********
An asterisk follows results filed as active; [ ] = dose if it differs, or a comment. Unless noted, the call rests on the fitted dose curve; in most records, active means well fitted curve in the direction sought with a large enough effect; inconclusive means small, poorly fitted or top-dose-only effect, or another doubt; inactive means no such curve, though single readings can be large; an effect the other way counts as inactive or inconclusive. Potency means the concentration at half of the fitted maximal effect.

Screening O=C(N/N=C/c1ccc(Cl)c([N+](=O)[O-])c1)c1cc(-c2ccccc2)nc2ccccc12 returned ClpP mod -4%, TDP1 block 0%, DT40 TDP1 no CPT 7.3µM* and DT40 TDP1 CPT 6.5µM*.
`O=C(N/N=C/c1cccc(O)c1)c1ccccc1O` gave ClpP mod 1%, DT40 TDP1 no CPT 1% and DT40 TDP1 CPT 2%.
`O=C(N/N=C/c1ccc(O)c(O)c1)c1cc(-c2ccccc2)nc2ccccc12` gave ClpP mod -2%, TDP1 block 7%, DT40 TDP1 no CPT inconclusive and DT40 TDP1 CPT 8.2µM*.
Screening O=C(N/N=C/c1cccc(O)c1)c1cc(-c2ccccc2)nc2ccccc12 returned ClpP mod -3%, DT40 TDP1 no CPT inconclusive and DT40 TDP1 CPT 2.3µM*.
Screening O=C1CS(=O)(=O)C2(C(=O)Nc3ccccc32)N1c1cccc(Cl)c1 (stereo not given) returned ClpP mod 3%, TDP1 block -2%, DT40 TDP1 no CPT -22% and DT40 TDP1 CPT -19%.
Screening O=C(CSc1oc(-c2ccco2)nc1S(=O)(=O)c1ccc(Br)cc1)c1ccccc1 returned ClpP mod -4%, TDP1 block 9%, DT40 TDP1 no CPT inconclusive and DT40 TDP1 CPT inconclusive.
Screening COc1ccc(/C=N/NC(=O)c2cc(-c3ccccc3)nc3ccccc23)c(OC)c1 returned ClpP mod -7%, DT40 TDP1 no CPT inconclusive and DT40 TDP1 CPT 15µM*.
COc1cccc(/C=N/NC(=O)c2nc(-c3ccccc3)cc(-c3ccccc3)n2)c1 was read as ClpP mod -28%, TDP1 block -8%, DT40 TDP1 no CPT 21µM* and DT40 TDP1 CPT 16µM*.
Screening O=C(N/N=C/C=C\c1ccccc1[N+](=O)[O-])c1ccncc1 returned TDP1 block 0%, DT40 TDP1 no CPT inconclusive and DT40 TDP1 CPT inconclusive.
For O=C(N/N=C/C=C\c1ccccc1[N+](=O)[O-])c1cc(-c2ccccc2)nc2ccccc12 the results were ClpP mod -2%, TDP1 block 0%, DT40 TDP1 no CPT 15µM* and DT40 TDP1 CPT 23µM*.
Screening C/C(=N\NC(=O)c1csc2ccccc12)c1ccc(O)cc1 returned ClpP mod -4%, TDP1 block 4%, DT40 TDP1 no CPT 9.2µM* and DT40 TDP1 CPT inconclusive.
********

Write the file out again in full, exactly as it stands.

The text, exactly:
An asterisk follows results filed as active; [ ] = dose if it differs, or a comment. Unless noted, the call rests on the fitted dose curve; in most records, active means well fitted curve in the direction sought with a large enough effect; inconclusive means small, poorly fitted or top-dose-only effect, or another doubt; inactive means no such curve, though single readings can be large; an effect the other way counts as inactive or inconclusive. Potency means the concentration at half of the fitted maximal effect.

Screening O=C(N/N=C/c1ccc(Cl)c([N+](=O)[O-])c1)c1cc(-c2ccccc2)nc2ccccc12 returned ClpP mod -4%, TDP1 block 0%, DT40 TDP1 no CPT 7.3µM* and DT40 TDP1 CPT 6.5µM*.
`O=C(N/N=C/c1cccc(O)c1)c1ccccc1O` gave ClpP mod 1%, DT40 TDP1 no CPT 1% and DT40 TDP1 CPT 2%.
`O=C(N/N=C/c1ccc(O)c(O)c1)c1cc(-c2ccccc2)nc2ccccc12` gave ClpP mod -2%, TDP1 block 7%, DT40 TDP1 no CPT inconclusive and DT40 TDP1 CPT 8.2µM*.
Screening O=C(N/N=C/c1cccc(O)c1)c1cc(-c2ccccc2)nc2ccccc12 returned ClpP mod -3%, DT40 TDP1 no CPT inconclusive and DT40 TDP1 CPT 2.3µM*.
Screening O=C1CS(=O)(=O)C2(C(=O)Nc3ccccc32)N1c1cccc(Cl)c1 (stereo not given) returned ClpP mod 3%, TDP1 block -2%, DT40 TDP1 no CPT -22% and DT40 TDP1 CPT -19%.
Screening O=C(CSc1oc(-c2ccco2)nc1S(=O)(=O)c1ccc(Br)cc1)c1ccccc1 returned ClpP mod -4%, TDP1 block 9%, DT40 TDP1 no CPT inconclusive and DT40 TDP1 CPT inconclusive.
Screening COc1ccc(/C=N/NC(=O)c2cc(-c3ccccc3)nc3ccccc23)c(OC)c1 returned ClpP mod -7%, DT40 TDP1 no CPT inconclusive and DT40 TDP1 CPT 15µM*.
COc1cccc(/C=N/NC(=O)c2nc(-c3ccccc3)cc(-c3ccccc3)n2)c1 was read as ClpP mod -28%, TDP1 block -8%, DT40 TDP1 no CPT 21µM* and DT40 TDP1 CPT 16µM*.
Screening O=C(N/N=C/C=C\c1ccccc1[N+](=O)[O-])c1ccncc1 returned TDP1 block 0%, DT40 TDP1 no CPT inconclusive and DT40 TDP1 CPT inconclusive.
For O=C(N/N=C/C=C\c1ccccc1[N+](=O)[O-])c1cc(-c2ccccc2)nc2ccccc12 the results were ClpP mod -2%, TDP1 block 0%, DT40 TDP1 no CPT 15µM* and DT40 TDP1 CPT 23µM*.
Screening C/C(=N\NC(=O)c1csc2ccccc12)c1ccc(O)cc1 returned ClpP mod -4%, TDP1 block 4%, DT40 TDP1 no CPT 9.2µM* and DT40 TDP1 CPT inconclusive.